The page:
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Keepers at Taronga Western Plains Zoo have marked World Rhino Day by announcing black rhino Bakhita was pregnant with her third calf.

The calf, due from the middle of October, will be yet another mark of the success of the zoo’s breeding program – about 80 per cent of black rhinos born under the International Rhinoceros Foundation (IRF)’s global breeding program have been born at Dubbo zoo.

It was welcome news on a day devoted to raising awareness about the plight of rhinos in the wild.

“There's five species of rhino left on earth and all of them are vulnerable to the threat of extinction,” the zoo’s acting director Nick Boyle said.

“Three of those five species are critically endangered and rhinos are such a big part of … the Dubbo region, so it's really important that we raise awareness about these beautiful species.”

With a rapid decline in black rhino numbers as result of the illegal rhino horn trade in Asia and habitat encroachment, Mr Boyle said every black rhino birth was important.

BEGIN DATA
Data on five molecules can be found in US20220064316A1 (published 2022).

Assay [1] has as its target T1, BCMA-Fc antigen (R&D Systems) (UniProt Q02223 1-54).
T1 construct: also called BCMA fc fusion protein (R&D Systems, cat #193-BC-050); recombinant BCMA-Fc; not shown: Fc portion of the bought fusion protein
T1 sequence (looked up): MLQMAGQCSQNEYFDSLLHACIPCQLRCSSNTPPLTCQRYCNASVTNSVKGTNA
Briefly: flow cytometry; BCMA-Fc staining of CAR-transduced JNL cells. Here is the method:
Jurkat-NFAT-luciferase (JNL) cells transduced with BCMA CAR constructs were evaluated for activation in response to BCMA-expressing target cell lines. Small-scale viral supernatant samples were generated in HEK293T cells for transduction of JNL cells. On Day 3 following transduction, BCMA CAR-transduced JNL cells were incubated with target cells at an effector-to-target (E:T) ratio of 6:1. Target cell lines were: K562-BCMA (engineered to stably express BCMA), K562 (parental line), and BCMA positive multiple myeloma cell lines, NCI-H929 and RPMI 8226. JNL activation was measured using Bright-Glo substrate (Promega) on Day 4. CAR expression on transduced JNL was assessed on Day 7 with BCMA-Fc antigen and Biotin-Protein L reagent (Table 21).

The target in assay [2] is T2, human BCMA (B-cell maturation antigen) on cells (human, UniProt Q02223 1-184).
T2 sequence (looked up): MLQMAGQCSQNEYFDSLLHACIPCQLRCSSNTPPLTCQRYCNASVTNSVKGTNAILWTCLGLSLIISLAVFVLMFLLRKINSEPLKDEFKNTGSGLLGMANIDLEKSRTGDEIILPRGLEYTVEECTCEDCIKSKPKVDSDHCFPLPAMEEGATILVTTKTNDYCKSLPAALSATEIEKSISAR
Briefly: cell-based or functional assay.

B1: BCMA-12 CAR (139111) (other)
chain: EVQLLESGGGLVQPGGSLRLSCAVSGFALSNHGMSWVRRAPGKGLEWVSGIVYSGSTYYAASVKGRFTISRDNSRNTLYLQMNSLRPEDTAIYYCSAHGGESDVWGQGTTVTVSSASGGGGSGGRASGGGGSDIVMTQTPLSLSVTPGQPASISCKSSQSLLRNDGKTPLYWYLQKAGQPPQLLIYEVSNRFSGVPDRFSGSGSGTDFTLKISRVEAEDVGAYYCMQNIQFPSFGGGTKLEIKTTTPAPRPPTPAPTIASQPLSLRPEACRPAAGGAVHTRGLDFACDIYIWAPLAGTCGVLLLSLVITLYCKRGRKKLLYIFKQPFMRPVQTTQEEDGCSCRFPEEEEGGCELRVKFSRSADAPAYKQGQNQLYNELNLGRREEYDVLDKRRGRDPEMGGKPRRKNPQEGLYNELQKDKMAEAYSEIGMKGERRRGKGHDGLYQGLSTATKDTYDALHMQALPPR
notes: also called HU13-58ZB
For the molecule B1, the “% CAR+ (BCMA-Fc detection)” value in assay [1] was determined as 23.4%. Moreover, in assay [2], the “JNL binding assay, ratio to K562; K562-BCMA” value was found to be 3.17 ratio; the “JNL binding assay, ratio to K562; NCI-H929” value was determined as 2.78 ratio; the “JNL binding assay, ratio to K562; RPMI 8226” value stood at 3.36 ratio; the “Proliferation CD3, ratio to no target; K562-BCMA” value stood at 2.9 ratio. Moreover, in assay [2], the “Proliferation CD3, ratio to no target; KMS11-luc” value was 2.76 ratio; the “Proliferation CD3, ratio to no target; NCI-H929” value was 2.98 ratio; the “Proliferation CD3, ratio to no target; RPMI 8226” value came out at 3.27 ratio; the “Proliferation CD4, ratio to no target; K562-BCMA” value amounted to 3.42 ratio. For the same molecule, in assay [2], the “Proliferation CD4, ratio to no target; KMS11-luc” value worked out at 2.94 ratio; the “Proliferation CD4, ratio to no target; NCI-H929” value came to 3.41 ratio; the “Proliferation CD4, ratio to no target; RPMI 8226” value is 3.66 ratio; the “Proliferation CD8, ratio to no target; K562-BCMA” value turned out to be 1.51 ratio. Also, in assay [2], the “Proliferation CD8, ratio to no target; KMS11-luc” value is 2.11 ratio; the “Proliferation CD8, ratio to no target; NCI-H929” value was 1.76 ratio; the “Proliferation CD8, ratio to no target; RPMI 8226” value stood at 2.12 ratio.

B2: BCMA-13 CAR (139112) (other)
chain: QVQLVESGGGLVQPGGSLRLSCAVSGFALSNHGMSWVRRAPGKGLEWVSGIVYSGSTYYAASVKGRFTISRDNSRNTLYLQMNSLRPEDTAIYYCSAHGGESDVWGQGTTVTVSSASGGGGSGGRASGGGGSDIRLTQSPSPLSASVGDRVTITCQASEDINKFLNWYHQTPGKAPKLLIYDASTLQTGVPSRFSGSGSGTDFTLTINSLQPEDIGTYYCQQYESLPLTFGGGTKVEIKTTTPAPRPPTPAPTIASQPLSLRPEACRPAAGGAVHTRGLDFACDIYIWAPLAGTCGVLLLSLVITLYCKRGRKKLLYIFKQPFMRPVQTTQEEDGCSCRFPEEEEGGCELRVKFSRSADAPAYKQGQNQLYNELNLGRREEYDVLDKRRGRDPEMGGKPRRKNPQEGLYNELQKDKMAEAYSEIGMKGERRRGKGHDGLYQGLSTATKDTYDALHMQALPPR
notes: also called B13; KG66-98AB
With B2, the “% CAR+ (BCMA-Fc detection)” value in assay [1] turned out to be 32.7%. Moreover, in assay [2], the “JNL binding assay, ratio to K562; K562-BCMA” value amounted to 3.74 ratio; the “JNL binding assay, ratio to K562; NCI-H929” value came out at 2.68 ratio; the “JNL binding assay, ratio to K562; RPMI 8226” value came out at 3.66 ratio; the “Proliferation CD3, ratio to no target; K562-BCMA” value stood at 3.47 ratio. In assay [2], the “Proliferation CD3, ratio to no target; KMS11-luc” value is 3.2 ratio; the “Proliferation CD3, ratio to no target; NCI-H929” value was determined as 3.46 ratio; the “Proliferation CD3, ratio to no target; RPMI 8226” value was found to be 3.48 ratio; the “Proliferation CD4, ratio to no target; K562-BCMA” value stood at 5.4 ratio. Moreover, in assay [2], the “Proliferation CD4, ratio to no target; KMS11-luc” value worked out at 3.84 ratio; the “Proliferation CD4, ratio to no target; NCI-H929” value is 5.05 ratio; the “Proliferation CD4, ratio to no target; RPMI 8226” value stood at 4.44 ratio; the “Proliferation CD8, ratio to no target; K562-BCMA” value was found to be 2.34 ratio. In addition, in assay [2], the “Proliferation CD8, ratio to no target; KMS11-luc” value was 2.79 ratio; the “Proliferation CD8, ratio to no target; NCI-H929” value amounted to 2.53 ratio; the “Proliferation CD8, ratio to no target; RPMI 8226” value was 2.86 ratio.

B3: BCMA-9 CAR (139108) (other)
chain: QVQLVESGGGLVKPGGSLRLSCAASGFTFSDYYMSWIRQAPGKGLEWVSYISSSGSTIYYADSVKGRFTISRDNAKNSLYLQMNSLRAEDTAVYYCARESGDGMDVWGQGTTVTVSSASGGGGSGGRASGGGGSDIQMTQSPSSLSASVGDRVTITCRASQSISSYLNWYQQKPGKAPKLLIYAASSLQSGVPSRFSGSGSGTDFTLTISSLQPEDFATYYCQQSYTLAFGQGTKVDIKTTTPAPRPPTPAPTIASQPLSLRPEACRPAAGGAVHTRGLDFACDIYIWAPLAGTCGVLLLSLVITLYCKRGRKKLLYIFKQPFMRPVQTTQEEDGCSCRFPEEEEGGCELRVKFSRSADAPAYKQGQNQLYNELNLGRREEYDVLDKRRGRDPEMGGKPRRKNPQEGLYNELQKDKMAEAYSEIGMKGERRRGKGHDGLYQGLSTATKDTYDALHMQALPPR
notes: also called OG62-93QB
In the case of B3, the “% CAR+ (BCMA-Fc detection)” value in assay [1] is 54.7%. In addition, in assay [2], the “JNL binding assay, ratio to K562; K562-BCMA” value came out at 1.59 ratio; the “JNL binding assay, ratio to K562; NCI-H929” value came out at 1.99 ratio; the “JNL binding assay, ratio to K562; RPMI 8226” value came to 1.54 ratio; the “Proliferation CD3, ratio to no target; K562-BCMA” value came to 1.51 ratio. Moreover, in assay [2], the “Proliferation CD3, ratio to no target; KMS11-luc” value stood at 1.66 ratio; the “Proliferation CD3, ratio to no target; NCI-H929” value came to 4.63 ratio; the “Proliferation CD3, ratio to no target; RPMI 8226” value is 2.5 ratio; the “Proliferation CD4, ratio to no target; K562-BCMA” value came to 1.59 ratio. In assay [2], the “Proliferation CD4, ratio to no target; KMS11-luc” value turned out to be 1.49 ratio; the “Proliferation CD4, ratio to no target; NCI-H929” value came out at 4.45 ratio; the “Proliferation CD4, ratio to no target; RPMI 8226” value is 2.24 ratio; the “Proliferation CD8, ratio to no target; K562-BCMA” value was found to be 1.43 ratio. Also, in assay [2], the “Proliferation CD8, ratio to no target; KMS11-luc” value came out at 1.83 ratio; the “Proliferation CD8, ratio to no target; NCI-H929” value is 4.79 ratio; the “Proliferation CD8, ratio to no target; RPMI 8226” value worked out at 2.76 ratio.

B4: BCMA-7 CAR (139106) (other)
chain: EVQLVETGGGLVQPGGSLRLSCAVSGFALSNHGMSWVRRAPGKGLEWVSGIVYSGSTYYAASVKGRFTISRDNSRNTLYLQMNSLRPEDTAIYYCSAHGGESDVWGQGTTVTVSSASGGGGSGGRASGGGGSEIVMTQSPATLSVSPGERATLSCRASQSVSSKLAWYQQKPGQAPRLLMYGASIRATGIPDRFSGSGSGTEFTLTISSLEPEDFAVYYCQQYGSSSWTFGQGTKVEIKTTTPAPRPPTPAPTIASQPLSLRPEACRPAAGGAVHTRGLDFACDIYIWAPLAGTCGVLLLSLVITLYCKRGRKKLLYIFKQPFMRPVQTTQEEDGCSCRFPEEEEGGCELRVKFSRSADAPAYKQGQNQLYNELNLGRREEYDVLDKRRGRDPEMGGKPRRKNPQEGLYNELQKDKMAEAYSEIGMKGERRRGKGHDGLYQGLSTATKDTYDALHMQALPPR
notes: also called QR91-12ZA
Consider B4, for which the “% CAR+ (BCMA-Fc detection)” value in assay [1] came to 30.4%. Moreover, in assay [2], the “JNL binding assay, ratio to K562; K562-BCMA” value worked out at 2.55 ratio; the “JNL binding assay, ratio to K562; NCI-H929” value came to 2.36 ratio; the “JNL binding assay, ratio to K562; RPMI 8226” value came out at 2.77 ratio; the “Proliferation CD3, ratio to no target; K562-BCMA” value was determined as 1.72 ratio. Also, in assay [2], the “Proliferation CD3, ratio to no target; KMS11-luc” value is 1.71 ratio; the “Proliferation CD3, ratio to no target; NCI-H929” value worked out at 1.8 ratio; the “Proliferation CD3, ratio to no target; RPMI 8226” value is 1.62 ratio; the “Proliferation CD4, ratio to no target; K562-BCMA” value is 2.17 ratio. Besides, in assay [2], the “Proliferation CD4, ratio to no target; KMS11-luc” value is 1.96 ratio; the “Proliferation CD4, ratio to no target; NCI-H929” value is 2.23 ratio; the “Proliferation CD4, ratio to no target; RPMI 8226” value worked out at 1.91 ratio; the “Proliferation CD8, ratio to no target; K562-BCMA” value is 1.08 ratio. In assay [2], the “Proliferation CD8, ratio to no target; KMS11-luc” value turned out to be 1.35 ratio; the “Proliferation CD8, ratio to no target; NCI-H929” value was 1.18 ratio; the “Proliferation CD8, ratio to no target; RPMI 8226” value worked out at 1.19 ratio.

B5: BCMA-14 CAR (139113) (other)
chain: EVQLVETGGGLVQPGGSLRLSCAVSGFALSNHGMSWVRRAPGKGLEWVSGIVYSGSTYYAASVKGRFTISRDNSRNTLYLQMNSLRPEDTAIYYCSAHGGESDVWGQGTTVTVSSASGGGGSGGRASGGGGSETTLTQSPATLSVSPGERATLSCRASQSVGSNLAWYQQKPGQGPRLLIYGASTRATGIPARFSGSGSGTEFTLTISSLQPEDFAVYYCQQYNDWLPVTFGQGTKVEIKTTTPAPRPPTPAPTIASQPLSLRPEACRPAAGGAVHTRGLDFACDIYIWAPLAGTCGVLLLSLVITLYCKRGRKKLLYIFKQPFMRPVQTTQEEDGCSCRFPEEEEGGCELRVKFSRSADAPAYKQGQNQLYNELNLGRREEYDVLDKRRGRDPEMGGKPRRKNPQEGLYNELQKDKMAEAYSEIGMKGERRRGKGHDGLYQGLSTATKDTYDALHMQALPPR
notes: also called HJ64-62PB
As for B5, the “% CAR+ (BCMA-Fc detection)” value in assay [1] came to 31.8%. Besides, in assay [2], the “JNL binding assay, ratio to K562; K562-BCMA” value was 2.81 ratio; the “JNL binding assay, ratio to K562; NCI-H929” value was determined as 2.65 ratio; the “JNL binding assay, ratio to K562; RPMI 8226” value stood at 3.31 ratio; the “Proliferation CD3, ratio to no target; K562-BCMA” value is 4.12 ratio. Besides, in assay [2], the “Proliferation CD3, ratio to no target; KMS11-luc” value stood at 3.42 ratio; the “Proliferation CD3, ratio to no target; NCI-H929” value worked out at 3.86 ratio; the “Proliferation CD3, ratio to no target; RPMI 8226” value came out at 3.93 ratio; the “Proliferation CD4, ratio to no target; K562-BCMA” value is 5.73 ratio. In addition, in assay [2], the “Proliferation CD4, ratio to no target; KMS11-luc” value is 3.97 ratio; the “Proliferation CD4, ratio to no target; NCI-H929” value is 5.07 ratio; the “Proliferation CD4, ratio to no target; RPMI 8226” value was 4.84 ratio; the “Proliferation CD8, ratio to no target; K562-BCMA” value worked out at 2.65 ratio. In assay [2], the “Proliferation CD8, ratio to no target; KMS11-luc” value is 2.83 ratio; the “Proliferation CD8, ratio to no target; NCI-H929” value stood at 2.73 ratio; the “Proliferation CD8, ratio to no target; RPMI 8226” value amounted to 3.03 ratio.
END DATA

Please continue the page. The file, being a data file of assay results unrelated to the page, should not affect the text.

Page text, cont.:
Rhino horn is believed to cure some ailments in Asia, but Mr Boyle said “there’s no scientific evidence to that whatsoever”.

“It’s also increasingly becoming a status symbol for some of the younger generations … so we really need to work with campaigns that are changing behaviour.

“The breeding program here … is a really critical part of the future of this species.”

The zoo also supports wildlife protection units in Africa and South East Asia. The IRF’s eventual goal is to eradicate illegal poaching of rhinos, and to return rhinos bred in captivity to the wild.

Taronga Western Plains Zoo will be marking World Rhino Day this weekend with extra keeper talks. It’s the only zoo in Australia to have three species of rhino: the black rhino, white rhino and greater one-horned (or Indian) rhino.